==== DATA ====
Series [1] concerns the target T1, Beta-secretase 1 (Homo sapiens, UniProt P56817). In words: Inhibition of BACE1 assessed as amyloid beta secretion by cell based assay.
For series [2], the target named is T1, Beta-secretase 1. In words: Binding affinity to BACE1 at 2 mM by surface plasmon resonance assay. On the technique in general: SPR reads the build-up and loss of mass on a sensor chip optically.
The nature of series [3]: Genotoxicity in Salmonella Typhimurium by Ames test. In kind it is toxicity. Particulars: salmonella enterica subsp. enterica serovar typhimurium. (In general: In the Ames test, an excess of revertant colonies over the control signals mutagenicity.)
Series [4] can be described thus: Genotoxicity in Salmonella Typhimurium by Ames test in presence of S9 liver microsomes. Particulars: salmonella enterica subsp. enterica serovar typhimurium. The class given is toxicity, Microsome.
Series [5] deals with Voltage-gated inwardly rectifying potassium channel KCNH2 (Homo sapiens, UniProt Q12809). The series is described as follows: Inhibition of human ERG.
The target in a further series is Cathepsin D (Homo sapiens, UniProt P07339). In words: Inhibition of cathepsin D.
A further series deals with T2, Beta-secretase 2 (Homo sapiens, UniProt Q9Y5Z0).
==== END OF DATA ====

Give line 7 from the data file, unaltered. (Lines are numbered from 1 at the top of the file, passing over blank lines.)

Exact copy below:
A further series deals with T2, Beta-secretase 2 (Homo sapiens, UniProt Q9Y5Z0).